I’ve just about isolated the culprit when the door swings open. My fingers move from desperate, primate sorting to smoothing. I smile at my co-worker who’s walked in. She’s not a day over 25.
She’s years away from understanding what it’s like to be caught, face awkwardly close to the mirror, confronting the white hairs that have taken root.
The light in the office bathroom tells the whole truth.
Ever since I stopped dyeing my hair, I’ve been waiting for the whites, the grays, the sad, old, hairs to arrive.
And they have arrived, like unwelcome aliens from a planet I am destined to visit. It’s in the bathroom in my office where they show up the most. Or the rearview mirror when I’m driving. They seem to thrive on putting me in dangerous situations. And yet, I haven’t started dyeing my hair again.
The First Time
The first time I dyed my hair, I was a senior in high school. I spent the summer before my senior year at a six-week math workshop for girls. The program, held on the campus of a small private college in New England, was two airplane rides away from the Northern Florida town where I grew up. At the time, it didn’t seem far enough.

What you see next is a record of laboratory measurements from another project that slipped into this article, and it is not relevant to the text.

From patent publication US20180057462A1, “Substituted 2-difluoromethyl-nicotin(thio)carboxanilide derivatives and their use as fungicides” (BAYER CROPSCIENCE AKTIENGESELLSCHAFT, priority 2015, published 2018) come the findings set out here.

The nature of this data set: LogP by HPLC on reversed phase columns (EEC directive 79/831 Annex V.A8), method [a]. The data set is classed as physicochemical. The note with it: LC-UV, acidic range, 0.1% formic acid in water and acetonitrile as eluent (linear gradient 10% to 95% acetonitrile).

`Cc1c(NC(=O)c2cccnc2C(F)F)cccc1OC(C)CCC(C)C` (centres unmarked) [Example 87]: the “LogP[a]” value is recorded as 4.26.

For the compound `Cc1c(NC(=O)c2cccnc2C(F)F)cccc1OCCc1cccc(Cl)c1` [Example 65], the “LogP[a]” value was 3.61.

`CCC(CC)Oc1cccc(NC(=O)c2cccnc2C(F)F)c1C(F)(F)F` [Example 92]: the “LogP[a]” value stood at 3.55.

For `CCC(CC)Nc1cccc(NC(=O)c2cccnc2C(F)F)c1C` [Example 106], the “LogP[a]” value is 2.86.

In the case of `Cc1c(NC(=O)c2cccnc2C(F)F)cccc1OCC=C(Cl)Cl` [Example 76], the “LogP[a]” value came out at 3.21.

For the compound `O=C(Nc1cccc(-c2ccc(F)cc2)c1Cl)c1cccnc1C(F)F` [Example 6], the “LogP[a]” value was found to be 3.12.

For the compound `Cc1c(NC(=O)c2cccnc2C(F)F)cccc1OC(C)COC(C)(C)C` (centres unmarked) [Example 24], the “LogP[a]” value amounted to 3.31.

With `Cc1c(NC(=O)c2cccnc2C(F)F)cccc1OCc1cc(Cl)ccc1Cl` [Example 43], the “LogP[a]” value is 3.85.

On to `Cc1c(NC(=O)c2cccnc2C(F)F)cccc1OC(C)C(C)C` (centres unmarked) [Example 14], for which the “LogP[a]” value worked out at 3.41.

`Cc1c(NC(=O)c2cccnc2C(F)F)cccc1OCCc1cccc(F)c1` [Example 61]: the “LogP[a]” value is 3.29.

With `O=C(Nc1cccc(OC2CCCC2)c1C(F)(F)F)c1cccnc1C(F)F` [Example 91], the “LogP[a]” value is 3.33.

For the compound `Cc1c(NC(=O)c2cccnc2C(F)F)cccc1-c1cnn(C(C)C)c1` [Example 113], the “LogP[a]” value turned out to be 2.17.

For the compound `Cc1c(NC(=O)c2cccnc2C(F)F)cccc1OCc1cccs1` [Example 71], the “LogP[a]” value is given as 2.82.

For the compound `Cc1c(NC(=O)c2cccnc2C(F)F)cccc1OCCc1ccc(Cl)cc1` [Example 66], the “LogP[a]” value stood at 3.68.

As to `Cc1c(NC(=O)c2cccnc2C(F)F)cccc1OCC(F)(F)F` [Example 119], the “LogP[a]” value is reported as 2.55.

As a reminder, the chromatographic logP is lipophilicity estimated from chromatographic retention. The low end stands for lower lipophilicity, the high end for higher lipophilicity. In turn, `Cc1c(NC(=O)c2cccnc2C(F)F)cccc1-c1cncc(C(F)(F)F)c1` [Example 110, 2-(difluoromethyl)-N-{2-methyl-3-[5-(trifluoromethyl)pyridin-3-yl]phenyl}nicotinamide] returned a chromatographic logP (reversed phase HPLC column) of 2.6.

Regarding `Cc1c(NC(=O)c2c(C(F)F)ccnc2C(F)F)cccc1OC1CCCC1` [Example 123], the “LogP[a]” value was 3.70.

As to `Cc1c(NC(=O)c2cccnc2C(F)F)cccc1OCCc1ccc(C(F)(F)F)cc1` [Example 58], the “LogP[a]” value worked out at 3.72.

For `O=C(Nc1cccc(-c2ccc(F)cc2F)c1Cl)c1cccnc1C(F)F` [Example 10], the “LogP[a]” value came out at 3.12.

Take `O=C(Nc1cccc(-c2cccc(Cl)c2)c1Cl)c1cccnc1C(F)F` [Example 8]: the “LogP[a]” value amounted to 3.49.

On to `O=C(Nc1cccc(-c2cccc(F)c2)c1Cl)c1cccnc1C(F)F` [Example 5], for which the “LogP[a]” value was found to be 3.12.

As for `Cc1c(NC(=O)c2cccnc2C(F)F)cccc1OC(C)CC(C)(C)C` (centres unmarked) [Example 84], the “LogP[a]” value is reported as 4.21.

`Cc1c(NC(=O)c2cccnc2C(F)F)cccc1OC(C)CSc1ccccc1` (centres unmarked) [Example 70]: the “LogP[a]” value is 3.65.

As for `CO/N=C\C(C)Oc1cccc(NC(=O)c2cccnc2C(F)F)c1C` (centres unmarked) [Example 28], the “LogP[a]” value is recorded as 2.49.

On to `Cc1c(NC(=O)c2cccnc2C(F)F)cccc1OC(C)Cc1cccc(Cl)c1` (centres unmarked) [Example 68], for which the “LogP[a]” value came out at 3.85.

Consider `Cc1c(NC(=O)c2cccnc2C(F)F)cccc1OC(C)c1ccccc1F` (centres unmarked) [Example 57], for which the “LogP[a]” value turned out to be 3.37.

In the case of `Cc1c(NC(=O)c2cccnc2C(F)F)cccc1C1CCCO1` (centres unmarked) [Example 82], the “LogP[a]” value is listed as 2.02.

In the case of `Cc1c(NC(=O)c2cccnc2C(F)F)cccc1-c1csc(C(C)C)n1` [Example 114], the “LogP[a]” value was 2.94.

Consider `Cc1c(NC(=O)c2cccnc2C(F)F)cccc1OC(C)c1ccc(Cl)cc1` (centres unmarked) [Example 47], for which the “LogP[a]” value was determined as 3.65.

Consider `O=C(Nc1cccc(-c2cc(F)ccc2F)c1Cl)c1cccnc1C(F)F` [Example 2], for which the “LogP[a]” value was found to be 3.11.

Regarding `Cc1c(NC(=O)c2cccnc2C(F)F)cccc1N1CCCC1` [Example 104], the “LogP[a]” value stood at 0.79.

I had convinced my parents that sending me away for the summer where I would live in a dorm with other girls from around the country and study math would be a good experience to have on my college application, but my true motivation was escape.
After a junior year spent slamming into adult decisions and following around a not-very-nice boyfriend like an abused puppy, I had the urge to cloister myself away with other girls. Girls who just wanted to learn math. Simple, safe, and far, far away was what I was after.
The program was my first experience with diversity. My roommate was African-American, from a New England inner city. Another friend was born in Manhattan and lived there, an only child in her parents’ Upper West Side apartment. I met a smart and spirited skater girl from Nashville who wore long sleeves in the summer heat to hide the cuts she left in horizontal rows up the insides of her arms.
I made friends with ska girl from Puerto Rico who wore baggy Ramones t-shirts over her bird-like frame and introduced me to Manic Panic, a hair dye favored by punks that came in a rainbow of colors. Her shaggy haircut was mostly black except for her bangs which she swapped out regularly with a different color.